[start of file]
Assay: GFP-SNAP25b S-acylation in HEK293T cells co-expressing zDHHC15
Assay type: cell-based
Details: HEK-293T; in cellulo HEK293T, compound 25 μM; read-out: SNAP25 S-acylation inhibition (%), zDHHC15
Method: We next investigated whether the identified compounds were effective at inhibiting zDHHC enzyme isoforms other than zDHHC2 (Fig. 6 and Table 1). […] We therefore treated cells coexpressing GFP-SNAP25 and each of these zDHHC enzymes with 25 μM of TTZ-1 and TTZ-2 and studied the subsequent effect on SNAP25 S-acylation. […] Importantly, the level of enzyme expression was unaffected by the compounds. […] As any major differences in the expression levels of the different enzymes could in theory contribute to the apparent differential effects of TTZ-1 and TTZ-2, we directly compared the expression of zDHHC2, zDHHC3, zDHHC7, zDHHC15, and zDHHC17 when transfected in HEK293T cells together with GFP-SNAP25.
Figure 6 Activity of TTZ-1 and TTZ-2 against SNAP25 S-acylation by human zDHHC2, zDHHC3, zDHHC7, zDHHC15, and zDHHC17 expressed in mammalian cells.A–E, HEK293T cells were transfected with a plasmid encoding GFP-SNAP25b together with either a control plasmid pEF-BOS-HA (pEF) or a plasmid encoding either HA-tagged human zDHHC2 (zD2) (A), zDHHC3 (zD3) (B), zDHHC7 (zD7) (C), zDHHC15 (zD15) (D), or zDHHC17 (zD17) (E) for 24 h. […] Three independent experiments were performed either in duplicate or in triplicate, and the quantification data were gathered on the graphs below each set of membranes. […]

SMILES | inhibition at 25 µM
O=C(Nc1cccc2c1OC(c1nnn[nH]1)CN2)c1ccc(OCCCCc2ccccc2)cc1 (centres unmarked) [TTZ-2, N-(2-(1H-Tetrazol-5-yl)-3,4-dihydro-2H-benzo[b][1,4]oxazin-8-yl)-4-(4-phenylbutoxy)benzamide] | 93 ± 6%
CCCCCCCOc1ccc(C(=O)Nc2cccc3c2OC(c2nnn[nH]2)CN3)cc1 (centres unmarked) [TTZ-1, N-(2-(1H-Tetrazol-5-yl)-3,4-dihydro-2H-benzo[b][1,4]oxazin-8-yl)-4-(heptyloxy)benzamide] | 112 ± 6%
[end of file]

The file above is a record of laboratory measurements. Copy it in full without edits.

Assay: GFP-SNAP25b S-acylation in HEK293T cells co-expressing zDHHC15
Assay type: cell-based
Details: HEK-293T; in cellulo HEK293T, compound 25 μM; read-out: SNAP25 S-acylation inhibition (%), zDHHC15
Method: We next investigated whether the identified compounds were effective at inhibiting zDHHC enzyme isoforms other than zDHHC2 (Fig. 6 and Table 1). […] We therefore treated cells coexpressing GFP-SNAP25 and each of these zDHHC enzymes with 25 μM of TTZ-1 and TTZ-2 and studied the subsequent effect on SNAP25 S-acylation. […] Importantly, the level of enzyme expression was unaffected by the compounds. […] As any major differences in the expression levels of the different enzymes could in theory contribute to the apparent differential effects of TTZ-1 and TTZ-2, we directly compared the expression of zDHHC2, zDHHC3, zDHHC7, zDHHC15, and zDHHC17 when transfected in HEK293T cells together with GFP-SNAP25.
Figure 6 Activity of TTZ-1 and TTZ-2 against SNAP25 S-acylation by human zDHHC2, zDHHC3, zDHHC7, zDHHC15, and zDHHC17 expressed in mammalian cells.A–E, HEK293T cells were transfected with a plasmid encoding GFP-SNAP25b together with either a control plasmid pEF-BOS-HA (pEF) or a plasmid encoding either HA-tagged human zDHHC2 (zD2) (A), zDHHC3 (zD3) (B), zDHHC7 (zD7) (C), zDHHC15 (zD15) (D), or zDHHC17 (zD17) (E) for 24 h. […] Three independent experiments were performed either in duplicate or in triplicate, and the quantification data were gathered on the graphs below each set of membranes. […]

SMILES | inhibition at 25 µM
O=C(Nc1cccc2c1OC(c1nnn[nH]1)CN2)c1ccc(OCCCCc2ccccc2)cc1 (centres unmarked) [TTZ-2, N-(2-(1H-Tetrazol-5-yl)-3,4-dihydro-2H-benzo[b][1,4]oxazin-8-yl)-4-(4-phenylbutoxy)benzamide] | 93 ± 6%
CCCCCCCOc1ccc(C(=O)Nc2cccc3c2OC(c2nnn[nH]2)CN3)cc1 (centres unmarked) [TTZ-1, N-(2-(1H-Tetrazol-5-yl)-3,4-dihydro-2H-benzo[b][1,4]oxazin-8-yl)-4-(heptyloxy)benzamide] | 112 ± 6%